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Sam Wortman, University of Illinois at Urbana-Champaign

Oct 08, 2015
Sam Wortman, Assistant Professor, University of Illinois at Urbana – Champaign

Sam Wortman, Assistant Professor, University of Illinois at Urbana – Champaign

Why do organic farmers need specialized technologies to control weeds?

While many conventional farmers can rely on just a handful of herbicides to control most weeds, there are no comparable “silver bullets” available to organic farmers. Instead, organic farmers must develop an ecological approach to weed management that includes a diverse mix of cultural, mechanical, and physical tactics to control weeds. Cultural practices like crop rotation, cover cropping, and delayed planting dates are helpful for disrupting weed growth, but mechanical tillage is the primary form of weed control on most organic farms. Fossil fuel use and soil disturbance associated with intensive tillage have raised questions about the environmental sustainability of organic farming. Thus, research is needed to develop novel mechanical and physical organic weed control tactics that reduce dependence on tillage without sacrificing crop productivity or farm profitability.

Figure 1. Project director Sam Wortman (left), applying abrasive grits by hand to peppers in a straw-mulch raised-bed.

Figure 1. Project director Sam Wortman (left), applying abrasive grits by hand to peppers in a straw-mulch raised-bed.

What methods have organic farmers been utilizing to control weeds in lieu of synthetic herbicides? 

Many organic farmers have tried cover crop mulches (e.g., roller-crimped rye), natural herbicides (e.g., citrus oil), and flame-weeding to reduce tillage. Each of these strategies can be effective in certain cropping situations, but they also have limitations. For example, cover crop mulches can harbor insect pests and interfere with crop emergence and nutrient availability. Natural herbicides are expensive and not effective against many weed species. Flame-weeding is effective against a broad range of weed species, but is fossil fuel-intensive and can cause significant crop damage and yield loss.

Figure 2. Project collaborator Dan Humburg (right), working on the prototype two-row grit applicator for vegetable cropping systems.

Figure 2. Project collaborator Dan Humburg (right), working on the prototype two-row grit applicator for vegetable cropping systems.

What is abrasive weeding, how does it work and what are the benefits?

Abrasive-weeding, or “weed blasting”, is a physical form of weed control that uses air-propelled abrasive grits to kill small weed seedlings within the crop row. Any small, gritty material can be used in abrasive-weeding (e.g., granulated walnut shells and corn cobs), but we are interested in using organic fertilizers as abrasive grits so that farmers can control in-row weeds and supplement crop nutrition in one field pass.

Abrasive grits are applied in a 4-6 inch band within the crop row via compressed air (100 PSI) either by hand (Fig. 1) or by a prototype grit applicator (Figs. 2 & 3). Abrasive grits defoliate and kill small weed seedlings (i.e., those with two leaves or less) if the growing point is above the soil surface. Thus, abrasive-weeding is most effective on broadleaf weeds and less effective on grasses because the growing point is often protected beneath the soil surface.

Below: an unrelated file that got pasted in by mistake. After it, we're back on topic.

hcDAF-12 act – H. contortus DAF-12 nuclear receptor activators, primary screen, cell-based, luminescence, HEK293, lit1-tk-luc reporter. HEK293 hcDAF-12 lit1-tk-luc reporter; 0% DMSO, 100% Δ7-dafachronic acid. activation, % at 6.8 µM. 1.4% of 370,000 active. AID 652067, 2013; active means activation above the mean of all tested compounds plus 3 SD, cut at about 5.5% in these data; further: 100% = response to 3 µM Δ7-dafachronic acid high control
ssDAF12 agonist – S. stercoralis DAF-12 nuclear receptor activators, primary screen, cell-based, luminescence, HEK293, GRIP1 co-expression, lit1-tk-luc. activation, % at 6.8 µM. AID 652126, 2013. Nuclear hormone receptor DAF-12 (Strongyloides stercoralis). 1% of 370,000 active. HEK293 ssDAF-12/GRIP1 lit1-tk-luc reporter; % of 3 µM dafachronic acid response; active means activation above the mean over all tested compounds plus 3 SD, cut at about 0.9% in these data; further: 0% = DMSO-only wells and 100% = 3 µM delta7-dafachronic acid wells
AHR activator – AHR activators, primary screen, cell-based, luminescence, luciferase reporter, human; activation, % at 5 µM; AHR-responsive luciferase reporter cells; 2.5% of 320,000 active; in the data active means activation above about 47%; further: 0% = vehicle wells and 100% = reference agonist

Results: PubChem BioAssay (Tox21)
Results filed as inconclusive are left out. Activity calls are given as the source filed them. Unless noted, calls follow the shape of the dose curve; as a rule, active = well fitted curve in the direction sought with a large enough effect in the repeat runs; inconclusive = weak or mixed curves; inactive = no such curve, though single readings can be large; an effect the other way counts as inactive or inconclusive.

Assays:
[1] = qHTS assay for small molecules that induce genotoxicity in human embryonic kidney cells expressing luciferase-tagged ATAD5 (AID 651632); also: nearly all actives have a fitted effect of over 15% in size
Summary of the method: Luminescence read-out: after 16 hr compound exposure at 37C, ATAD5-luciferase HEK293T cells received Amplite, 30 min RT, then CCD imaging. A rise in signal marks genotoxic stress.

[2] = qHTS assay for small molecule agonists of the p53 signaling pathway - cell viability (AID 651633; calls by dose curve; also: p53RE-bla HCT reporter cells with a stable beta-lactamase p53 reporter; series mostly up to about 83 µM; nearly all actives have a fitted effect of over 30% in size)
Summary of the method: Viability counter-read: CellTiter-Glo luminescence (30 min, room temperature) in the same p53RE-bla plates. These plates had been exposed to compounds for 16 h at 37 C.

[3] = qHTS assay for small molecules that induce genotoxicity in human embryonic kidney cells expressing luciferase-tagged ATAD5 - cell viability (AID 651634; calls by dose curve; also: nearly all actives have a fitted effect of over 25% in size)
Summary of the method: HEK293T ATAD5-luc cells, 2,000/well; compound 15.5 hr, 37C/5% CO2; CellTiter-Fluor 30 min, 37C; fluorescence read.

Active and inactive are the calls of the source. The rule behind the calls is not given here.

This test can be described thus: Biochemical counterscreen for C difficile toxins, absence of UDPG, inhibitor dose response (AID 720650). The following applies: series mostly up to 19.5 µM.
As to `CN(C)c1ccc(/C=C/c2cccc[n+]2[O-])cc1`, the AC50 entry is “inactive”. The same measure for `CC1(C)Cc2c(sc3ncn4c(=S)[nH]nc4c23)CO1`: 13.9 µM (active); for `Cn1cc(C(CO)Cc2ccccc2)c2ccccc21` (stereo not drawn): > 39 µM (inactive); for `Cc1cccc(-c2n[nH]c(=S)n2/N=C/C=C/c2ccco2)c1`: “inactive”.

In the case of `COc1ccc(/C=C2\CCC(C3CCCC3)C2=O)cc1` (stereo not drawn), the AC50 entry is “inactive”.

Like many organic weed control tactics, abrasive-weeding is most effective when there is a size differential between the crop (large) and weeds (small); thus, planting or transplanting into a weed-free seedbed is important for success. Abrasive-weeding can partially defoliate and slow the growth of larger weeds, but weed mortality decreases greatly when the weeds have three or more leaves at the time of grit application.

Figure 3. Prototype four-row abrasive grit applicator in an organic corn crop. This first-generation applicator was developed in Dan Humburg’s lab at South Dakota State University in collaboration with Frank Forcella at USDA-ARS in Morris, MN.

Figure 3. Prototype four-row abrasive grit applicator in an organic corn crop. This first-generation applicator was developed in Dan Humburg’s lab at South Dakota State University in collaboration with Frank Forcella at USDA-ARS in Morris, MN.

Are there limitations on the crops that it can be used on?

Thus far, we have demonstrated successful weed control with abrasive-weeding in corn, soybean, tomato, and pepper. Further research is being done in broccoli and kale. Abrasive-weeding will likely be effective in most crops with a vertical growth habit or those that are vertically trellised. However, the number of applications and the amount of grit required in a specific cropping system will determine the economic feasibility of abrasive-weeding. As a result, this technology may have the greatest potential in organic vegetable crops because economic returns per unit area are high, and grit applications can be paired with a straw or (bio) plastic mulch, which should reduce the quantity of grits required to achieve season-long weed suppression.

Is this technology available to organic farmers now? Where can they learn about it?

Hand-held application of abrasive-grits is currently available to organic farmers as it only requires a portable air-compressor and a hand-held siphon- or gravity-fed grit applicator (Fig. 1), both of which can be found at your local hardware store. Larger-scale mechanized abrasive-weeding is still in the research and development phase, but our research team hopes to publish blueprints for a four-row (grain crops) and two-row (vegetable crops) prototype grit applicator within the next two years (Figs. 2 & 3).

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